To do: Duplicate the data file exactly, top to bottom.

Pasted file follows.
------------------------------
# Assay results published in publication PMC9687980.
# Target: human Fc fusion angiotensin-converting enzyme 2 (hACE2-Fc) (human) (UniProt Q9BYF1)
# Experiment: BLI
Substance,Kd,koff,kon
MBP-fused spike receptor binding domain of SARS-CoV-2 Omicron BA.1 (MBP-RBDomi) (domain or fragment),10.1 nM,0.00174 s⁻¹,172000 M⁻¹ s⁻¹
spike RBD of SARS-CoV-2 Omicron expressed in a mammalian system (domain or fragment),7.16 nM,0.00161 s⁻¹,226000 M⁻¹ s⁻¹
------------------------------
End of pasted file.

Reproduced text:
# Assay results published in publication PMC9687980.
# Target: human Fc fusion angiotensin-converting enzyme 2 (hACE2-Fc) (human) (UniProt Q9BYF1)
# Experiment: BLI
Substance,Kd,koff,kon
MBP-fused spike receptor binding domain of SARS-CoV-2 Omicron BA.1 (MBP-RBDomi) (domain or fragment),10.1 nM,0.00174 s⁻¹,172000 M⁻¹ s⁻¹
spike RBD of SARS-CoV-2 Omicron expressed in a mammalian system (domain or fragment),7.16 nM,0.00161 s⁻¹,226000 M⁻¹ s⁻¹